stretched on for months. But, finally, in December 11th, nine months after
the initially incident happened, Japan declared that everything was cool.
They said their crippled nuclear plant was finally stable. All good,
mission accomplished.

Shortly after that, Fukushima was downgraded from a seven on the
nuclear scale, all the way down to a one. It went from major accident to
anomaly, and that is where the continuing cleanup efforts have remained
until today. Despite saying that everything was cool at Fukushima a year
and a half ago, things are not cool there.

Things, in fact, seemed to be spiraling slightly out of control. The
Fukushima complex has hundreds of storage tanks on sites that have been
collecting radiation-contaminated water from the plant ever since the
reactors there were de-commissioned. The water that`s used to cool down
the plant`s highly radioactive fuel rods get pumped into these giant
storage tanks, where it can then presumably be decontaminated. At least
that`s the idea.

But earlier this week, crews at Fukushima noticed a number of big
puddles forming outside one of those big storage tanks, highly radioactive
contaminated water leaking uncontrollably into the ground. The water was
so radioactive that a person standing close to it for an hour would get an
amount of radiation that a plant worker is only allowed to be exposed to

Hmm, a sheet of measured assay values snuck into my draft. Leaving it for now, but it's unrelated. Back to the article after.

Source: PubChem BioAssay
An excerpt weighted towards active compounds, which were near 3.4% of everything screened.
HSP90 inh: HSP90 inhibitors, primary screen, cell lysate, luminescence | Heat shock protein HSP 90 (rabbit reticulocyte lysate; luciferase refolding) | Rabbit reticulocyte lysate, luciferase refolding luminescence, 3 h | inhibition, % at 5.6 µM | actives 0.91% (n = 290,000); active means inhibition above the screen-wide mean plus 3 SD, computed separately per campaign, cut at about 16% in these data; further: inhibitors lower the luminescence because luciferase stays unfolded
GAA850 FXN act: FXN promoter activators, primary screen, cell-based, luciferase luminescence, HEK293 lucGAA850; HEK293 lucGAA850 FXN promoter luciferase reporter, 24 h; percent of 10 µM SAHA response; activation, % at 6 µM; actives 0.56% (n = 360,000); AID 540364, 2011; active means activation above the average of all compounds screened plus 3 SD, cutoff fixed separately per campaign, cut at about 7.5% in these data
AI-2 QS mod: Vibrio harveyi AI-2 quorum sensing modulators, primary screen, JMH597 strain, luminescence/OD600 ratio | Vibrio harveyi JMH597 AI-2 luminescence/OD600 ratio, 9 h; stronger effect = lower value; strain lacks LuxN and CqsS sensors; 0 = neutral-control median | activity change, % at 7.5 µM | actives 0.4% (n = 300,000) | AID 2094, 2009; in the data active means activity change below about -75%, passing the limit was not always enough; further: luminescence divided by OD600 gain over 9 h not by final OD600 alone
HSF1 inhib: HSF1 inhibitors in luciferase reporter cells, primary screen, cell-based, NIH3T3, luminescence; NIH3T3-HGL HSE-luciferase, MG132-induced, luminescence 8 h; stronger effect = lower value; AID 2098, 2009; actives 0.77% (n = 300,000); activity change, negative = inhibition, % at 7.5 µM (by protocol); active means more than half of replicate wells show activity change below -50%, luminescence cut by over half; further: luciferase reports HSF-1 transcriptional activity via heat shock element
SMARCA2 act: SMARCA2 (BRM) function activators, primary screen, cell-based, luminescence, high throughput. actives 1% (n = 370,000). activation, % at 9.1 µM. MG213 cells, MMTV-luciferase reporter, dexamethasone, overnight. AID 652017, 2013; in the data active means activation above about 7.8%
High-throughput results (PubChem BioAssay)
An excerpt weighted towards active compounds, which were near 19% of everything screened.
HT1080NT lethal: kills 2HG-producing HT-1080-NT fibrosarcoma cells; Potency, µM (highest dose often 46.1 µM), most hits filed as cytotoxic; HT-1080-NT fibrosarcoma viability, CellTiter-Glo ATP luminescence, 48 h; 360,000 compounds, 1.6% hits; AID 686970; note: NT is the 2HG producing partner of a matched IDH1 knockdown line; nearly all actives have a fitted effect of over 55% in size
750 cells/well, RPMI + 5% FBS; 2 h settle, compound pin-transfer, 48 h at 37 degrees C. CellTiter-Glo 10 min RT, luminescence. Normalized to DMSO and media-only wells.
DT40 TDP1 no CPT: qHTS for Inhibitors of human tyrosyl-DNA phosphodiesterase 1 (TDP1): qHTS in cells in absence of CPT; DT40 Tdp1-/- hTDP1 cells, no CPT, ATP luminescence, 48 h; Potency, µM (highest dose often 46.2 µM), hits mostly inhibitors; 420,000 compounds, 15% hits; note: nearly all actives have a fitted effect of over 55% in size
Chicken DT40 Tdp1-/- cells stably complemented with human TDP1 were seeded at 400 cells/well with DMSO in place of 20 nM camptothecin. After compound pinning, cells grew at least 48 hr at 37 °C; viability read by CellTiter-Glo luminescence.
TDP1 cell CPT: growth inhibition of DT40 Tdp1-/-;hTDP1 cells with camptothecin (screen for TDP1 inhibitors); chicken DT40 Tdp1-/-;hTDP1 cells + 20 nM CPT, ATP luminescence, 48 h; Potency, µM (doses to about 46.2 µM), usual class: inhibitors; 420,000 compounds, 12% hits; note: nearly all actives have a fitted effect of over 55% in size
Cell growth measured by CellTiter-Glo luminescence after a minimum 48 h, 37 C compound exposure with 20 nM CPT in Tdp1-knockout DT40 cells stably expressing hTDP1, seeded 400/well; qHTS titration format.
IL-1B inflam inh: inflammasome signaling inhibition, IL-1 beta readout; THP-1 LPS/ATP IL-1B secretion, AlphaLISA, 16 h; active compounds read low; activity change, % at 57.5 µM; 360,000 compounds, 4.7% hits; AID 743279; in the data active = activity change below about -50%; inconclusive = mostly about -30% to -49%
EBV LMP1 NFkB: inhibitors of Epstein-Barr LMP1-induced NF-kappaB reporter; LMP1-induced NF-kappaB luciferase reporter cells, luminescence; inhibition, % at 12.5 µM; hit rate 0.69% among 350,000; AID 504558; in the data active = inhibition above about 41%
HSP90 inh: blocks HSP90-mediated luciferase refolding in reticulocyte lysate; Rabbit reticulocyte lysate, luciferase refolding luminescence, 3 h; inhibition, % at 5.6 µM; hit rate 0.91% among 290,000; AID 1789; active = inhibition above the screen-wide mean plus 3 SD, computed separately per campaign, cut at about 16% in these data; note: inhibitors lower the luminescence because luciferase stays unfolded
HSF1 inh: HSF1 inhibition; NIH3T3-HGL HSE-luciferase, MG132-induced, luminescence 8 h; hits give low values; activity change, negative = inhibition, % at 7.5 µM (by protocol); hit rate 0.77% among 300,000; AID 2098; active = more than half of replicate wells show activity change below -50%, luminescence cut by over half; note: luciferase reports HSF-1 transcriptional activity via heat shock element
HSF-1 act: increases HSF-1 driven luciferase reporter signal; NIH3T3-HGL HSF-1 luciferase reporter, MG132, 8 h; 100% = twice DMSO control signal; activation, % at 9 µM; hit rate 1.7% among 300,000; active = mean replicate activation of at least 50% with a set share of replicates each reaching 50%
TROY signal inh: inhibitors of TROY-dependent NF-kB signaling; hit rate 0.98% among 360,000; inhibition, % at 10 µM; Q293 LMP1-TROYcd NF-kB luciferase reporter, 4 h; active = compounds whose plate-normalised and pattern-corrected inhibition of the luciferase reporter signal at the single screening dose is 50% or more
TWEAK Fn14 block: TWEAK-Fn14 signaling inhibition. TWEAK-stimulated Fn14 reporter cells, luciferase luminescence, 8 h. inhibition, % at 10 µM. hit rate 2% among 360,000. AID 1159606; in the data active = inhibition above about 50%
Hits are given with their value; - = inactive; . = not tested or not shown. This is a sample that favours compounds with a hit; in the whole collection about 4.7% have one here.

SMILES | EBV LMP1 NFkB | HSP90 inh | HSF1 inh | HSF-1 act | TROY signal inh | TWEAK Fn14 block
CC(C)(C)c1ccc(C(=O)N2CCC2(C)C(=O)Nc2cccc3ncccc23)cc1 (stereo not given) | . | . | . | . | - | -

over the course of five years.

Today, Japanese officials confirmed that the giant storage tank in
question has leaked 300 tons of radioactive water -- 300 tons of highly
radioactive water have escaped into the surrounding area.

And this is not the first issue that they have had when it comes to
leaking radioactive water. Last month, the company that owns the plant
claimed that hundreds of tons of contaminated groundwater were not just
leaking, but leaking into the ocean, the ocean that we all share.

This new crisis at Fukushima with all the radioactive contaminated
water leaking everywhere has led the Japanese government to escalate the
situation there from a level one event to a level three event, which is
described as serious incident. For context, the Three-Mile Island nuclear
disaster in the United States back in 1979, that was a level 5 incident.
What`s happening at Fukushima right now is the most serious crisis since
the original meltdown took place two and a half years ago.

This was a really, really bad thing when it happened. It is still out
of control right now. Just for some perspective.

That does it for us tonight. We will see you again tomorrow night
from our undisclosed location on the road that you probably are already
figuring out in your mind.

Right now, it is time for the Lawrence -- "THE LAST WORD WITH LAWRENCE

Have a great night.